Chapter 20. SenseLab: A Decade of Experience with Multilevel, Multidisciplinary Neuroscience Databases (Luis Marenco, Chiquito J. Crasto, Nian Liu, Michele Migliore, Jian Liu, Thomas M. Morse, Michael L. Hines, Prakash M. Nadkarni, Perry L. Miller, and Gordon M. Shepherd).

Chapter 21. Three-Dimensional Visualization and Analysis of Wiring Patterns in the Brain: Experiments, Tools, Models,and Databases (Jan G. Bjaalie and Trygve B. Leergaard).

Chapter 22. Surface-Based Atlases and a Database of Cortical Structure and Function (David C. Van Essen, John Harwell, Donna Hanlon, and James Dickson).

Chapter 23. Brain Atlases of Normal Human Subjects (John Mazziotta).

Chapter 24. Overcoming Challenges to Sharing Neuroimagery (Kenneth Smith).

Chapter 25. Probabilistic Brain Atlases of Normal and Diseased Populations (Arthur W. Toga, Paul M. Thompson, Katherine L. Narr, and Elizabeth R. Sowell).

Chapter 26. Maximizing Information Content in Shared and Archived Neuroimaging Studies of Human Cognition (John Darrell Van Horn and Michael S. Gazzaniga).

Index.

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Stephen H. Koslow is the Director Office on Neuroinformatics, Associate Director, National Institute of Mental Health, National Institutes of Health. He also coordinates the Human Brain Project, a multi-government agency informatics initiative. He earned his PhD from the Division of Biological Sciences, Department of Pharmacology, University of Chicago. He is a fellow of the American Association for the Advancement of Science, the American College of Medical Informatics, and the American College of Neuropsychopharmacology. He has been awarded several distinctions, including the Public Health Service Special Recognition Award, two NIH Director's Awards, the Presidents Award from the International Neural Network Society, and the President Award from the International Neural Network Society. He has 72 publications in referred journals, 20 invited chapters in books and edited 13 books.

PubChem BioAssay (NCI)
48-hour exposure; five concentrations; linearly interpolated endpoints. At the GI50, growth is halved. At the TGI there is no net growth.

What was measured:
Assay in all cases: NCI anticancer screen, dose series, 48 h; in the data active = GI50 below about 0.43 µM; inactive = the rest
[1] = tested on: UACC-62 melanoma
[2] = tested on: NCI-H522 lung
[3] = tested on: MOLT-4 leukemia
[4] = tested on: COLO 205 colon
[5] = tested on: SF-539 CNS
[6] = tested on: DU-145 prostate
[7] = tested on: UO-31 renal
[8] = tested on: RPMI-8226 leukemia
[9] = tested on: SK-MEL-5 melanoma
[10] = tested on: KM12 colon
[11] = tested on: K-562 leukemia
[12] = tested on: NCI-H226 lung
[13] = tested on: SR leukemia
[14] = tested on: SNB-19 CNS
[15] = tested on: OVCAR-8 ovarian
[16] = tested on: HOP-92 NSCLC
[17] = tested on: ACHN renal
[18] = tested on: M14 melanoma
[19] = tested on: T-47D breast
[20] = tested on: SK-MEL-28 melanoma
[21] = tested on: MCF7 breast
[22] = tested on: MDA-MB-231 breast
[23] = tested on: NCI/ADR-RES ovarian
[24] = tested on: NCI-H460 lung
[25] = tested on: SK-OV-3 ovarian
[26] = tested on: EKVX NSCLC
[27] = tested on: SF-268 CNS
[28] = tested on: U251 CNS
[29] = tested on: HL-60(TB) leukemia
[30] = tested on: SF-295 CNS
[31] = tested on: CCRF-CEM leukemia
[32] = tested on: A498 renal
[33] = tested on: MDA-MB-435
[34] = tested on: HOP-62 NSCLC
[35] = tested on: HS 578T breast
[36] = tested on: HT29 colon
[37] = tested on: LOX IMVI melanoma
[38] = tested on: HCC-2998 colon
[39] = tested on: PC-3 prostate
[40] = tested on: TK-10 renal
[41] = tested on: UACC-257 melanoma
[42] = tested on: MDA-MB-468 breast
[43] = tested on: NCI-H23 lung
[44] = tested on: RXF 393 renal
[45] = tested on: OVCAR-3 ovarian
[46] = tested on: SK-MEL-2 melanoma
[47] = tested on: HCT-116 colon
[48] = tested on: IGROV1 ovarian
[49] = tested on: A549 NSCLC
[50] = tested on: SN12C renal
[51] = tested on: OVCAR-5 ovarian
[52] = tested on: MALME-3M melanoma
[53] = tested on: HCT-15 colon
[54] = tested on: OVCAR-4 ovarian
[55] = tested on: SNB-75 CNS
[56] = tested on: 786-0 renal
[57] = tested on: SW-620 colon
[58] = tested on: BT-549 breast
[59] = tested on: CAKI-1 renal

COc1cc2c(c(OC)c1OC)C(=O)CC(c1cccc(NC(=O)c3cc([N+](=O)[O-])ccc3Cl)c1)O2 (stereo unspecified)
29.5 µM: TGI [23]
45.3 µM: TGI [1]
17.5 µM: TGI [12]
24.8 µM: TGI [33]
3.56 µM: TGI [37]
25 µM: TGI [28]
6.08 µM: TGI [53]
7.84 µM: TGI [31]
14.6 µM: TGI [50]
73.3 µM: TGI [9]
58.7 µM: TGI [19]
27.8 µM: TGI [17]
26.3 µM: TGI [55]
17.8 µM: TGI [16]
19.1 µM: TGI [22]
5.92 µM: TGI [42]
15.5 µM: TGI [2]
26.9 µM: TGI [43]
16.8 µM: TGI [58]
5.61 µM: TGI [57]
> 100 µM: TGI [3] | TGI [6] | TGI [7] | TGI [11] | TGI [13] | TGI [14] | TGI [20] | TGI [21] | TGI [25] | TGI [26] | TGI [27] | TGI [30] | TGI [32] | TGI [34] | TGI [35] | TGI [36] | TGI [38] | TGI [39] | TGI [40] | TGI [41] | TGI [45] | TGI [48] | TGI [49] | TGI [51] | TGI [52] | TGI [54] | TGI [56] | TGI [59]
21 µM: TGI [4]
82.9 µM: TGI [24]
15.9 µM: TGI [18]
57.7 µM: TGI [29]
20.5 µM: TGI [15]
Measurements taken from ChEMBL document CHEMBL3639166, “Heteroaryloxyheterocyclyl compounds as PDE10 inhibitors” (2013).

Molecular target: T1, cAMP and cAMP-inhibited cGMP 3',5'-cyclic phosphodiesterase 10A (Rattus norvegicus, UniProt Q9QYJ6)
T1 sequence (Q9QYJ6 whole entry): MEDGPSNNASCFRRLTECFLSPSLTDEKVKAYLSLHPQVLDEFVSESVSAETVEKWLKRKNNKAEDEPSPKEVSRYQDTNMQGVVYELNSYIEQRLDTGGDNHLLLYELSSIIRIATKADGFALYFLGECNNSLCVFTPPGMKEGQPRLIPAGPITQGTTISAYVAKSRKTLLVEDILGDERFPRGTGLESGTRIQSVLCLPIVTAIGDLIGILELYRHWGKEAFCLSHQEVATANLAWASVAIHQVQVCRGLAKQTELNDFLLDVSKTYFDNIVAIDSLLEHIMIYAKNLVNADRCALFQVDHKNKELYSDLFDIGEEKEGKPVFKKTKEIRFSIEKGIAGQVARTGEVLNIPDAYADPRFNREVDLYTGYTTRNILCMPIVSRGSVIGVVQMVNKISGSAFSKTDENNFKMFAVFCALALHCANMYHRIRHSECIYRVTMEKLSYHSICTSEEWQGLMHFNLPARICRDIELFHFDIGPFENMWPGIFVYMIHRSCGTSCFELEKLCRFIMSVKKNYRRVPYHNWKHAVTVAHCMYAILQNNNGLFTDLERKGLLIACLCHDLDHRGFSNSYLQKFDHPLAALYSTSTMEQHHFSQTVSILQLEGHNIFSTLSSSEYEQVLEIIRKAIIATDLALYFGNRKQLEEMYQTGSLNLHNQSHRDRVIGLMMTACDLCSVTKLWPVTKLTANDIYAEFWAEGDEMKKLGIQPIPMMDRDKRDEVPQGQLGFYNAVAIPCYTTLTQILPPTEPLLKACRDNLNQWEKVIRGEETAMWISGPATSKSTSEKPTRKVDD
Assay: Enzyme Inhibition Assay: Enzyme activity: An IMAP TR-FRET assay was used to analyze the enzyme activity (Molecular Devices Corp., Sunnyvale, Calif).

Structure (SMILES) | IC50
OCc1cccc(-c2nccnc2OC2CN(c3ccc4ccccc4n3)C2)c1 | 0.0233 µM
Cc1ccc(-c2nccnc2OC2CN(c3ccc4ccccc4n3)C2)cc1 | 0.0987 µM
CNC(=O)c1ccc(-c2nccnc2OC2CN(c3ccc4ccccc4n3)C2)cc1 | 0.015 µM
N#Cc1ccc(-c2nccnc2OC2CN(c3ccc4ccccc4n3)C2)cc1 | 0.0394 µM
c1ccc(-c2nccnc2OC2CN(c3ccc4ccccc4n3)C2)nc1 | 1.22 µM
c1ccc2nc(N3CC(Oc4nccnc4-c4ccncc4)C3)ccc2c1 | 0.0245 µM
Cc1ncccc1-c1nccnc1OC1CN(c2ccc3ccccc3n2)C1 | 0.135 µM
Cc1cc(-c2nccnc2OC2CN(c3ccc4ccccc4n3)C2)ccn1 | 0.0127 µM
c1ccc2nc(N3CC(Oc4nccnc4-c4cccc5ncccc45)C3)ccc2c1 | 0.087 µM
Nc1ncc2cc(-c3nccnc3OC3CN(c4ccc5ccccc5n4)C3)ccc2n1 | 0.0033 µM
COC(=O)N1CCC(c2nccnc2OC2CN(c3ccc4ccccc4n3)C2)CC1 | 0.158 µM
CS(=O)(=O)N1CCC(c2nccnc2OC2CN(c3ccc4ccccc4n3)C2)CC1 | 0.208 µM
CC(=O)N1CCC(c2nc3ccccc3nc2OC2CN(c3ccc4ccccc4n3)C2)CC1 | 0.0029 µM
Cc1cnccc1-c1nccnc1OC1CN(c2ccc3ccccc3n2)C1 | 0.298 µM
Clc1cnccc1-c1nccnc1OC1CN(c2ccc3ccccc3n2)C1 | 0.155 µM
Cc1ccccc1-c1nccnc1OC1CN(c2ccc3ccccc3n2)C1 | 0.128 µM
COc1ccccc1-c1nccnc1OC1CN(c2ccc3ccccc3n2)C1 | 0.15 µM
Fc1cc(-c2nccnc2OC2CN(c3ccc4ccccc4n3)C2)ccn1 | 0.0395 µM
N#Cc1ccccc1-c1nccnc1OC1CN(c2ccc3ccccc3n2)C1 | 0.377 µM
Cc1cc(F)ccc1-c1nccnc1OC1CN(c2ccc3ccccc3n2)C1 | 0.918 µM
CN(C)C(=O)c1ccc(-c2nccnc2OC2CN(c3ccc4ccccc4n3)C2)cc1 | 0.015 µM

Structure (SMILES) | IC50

Shankar Subramaniam is a Professor of Bioengineering, Chemistry and Biochemistry and Biology and Director of the Bioinformatics Graduate Program at the University of California at San Diego. He also has adjunct Professorships at the Salk Institute for Biological Studies and the San Diego Supercomputer Center. He has previously served as Director of the Bioinformatics and Computational Biology Program at the National Center for Supercomputing Applications and the Co-Director of the W.M. Keck Center for Comparative and Functional Genomics at UIUC. He is a fellow of the American Institute for Medical and Biological Engineering and is a recipient of Smithsonian Foundation and Association of Laboratory Automation Awards.

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"...a welcome overview and update of the rapid developments of the last few years...the publishers are to be commended on the excellent way the book has been executed, on glossy paper and with liberal use of color in the figures." (Genes, Brain and Behavior, April 2006)

"...well illustrated, referenced, and written...a very unique book and should find a place in the libraries of neuroscience, informatics, and general biological sciences." (Doody's Health Services)